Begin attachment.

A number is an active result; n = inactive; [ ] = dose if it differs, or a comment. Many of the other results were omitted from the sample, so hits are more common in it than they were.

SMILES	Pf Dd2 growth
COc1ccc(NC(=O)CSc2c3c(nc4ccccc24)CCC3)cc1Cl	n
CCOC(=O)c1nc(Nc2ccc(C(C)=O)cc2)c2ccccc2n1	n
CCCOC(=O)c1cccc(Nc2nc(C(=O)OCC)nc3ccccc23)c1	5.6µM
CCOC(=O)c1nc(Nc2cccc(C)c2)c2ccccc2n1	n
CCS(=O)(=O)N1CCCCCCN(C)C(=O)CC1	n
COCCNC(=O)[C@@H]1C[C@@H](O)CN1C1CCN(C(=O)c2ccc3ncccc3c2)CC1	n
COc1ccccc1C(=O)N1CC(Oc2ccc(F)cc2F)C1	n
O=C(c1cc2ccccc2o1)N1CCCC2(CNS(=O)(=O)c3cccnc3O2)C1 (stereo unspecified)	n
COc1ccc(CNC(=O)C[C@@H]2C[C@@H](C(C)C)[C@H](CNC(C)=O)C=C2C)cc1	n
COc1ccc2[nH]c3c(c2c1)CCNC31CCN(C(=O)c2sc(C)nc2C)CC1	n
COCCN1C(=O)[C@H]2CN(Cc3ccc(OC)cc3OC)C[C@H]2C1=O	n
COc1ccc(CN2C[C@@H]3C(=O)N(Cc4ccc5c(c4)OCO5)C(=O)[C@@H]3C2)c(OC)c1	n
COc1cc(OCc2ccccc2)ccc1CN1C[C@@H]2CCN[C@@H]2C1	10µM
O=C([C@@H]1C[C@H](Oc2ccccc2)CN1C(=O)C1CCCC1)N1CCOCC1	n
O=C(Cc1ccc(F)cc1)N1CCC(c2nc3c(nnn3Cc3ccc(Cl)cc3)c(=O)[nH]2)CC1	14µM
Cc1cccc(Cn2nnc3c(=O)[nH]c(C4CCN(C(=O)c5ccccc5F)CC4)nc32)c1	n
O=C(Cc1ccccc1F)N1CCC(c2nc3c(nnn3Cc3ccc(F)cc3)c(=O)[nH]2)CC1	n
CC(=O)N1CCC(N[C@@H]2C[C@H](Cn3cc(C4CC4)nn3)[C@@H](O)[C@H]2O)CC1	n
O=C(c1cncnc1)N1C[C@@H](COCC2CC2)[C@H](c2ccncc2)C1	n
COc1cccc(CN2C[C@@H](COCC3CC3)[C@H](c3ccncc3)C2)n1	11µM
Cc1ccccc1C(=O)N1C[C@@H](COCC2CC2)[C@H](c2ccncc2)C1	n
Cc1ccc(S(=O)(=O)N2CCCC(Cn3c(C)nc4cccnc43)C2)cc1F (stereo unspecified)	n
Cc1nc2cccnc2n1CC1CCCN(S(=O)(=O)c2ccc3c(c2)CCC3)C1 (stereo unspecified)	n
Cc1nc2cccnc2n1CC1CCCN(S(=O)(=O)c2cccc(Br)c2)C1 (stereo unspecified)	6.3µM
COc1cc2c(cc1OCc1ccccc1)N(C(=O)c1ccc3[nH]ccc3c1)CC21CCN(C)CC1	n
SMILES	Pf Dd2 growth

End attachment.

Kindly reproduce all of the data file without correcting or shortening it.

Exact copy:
A number is an active result; n = inactive; [ ] = dose if it differs, or a comment. Many of the other results were omitted from the sample, so hits are more common in it than they were.

SMILES	Pf Dd2 growth
COc1ccc(NC(=O)CSc2c3c(nc4ccccc24)CCC3)cc1Cl	n
CCOC(=O)c1nc(Nc2ccc(C(C)=O)cc2)c2ccccc2n1	n
CCCOC(=O)c1cccc(Nc2nc(C(=O)OCC)nc3ccccc23)c1	5.6µM
CCOC(=O)c1nc(Nc2cccc(C)c2)c2ccccc2n1	n
CCS(=O)(=O)N1CCCCCCN(C)C(=O)CC1	n
COCCNC(=O)[C@@H]1C[C@@H](O)CN1C1CCN(C(=O)c2ccc3ncccc3c2)CC1	n
COc1ccccc1C(=O)N1CC(Oc2ccc(F)cc2F)C1	n
O=C(c1cc2ccccc2o1)N1CCCC2(CNS(=O)(=O)c3cccnc3O2)C1 (stereo unspecified)	n
COc1ccc(CNC(=O)C[C@@H]2C[C@@H](C(C)C)[C@H](CNC(C)=O)C=C2C)cc1	n
COc1ccc2[nH]c3c(c2c1)CCNC31CCN(C(=O)c2sc(C)nc2C)CC1	n
COCCN1C(=O)[C@H]2CN(Cc3ccc(OC)cc3OC)C[C@H]2C1=O	n
COc1ccc(CN2C[C@@H]3C(=O)N(Cc4ccc5c(c4)OCO5)C(=O)[C@@H]3C2)c(OC)c1	n
COc1cc(OCc2ccccc2)ccc1CN1C[C@@H]2CCN[C@@H]2C1	10µM
O=C([C@@H]1C[C@H](Oc2ccccc2)CN1C(=O)C1CCCC1)N1CCOCC1	n
O=C(Cc1ccc(F)cc1)N1CCC(c2nc3c(nnn3Cc3ccc(Cl)cc3)c(=O)[nH]2)CC1	14µM
Cc1cccc(Cn2nnc3c(=O)[nH]c(C4CCN(C(=O)c5ccccc5F)CC4)nc32)c1	n
O=C(Cc1ccccc1F)N1CCC(c2nc3c(nnn3Cc3ccc(F)cc3)c(=O)[nH]2)CC1	n
CC(=O)N1CCC(N[C@@H]2C[C@H](Cn3cc(C4CC4)nn3)[C@@H](O)[C@H]2O)CC1	n
O=C(c1cncnc1)N1C[C@@H](COCC2CC2)[C@H](c2ccncc2)C1	n
COc1cccc(CN2C[C@@H](COCC3CC3)[C@H](c3ccncc3)C2)n1	11µM
Cc1ccccc1C(=O)N1C[C@@H](COCC2CC2)[C@H](c2ccncc2)C1	n
Cc1ccc(S(=O)(=O)N2CCCC(Cn3c(C)nc4cccnc43)C2)cc1F (stereo unspecified)	n
Cc1nc2cccnc2n1CC1CCCN(S(=O)(=O)c2ccc3c(c2)CCC3)C1 (stereo unspecified)	n
Cc1nc2cccnc2n1CC1CCCN(S(=O)(=O)c2cccc(Br)c2)C1 (stereo unspecified)	6.3µM
COc1cc2c(cc1OCc1ccccc1)N(C(=O)c1ccc3[nH]ccc3c1)CC21CCN(C)CC1	n
SMILES	Pf Dd2 growth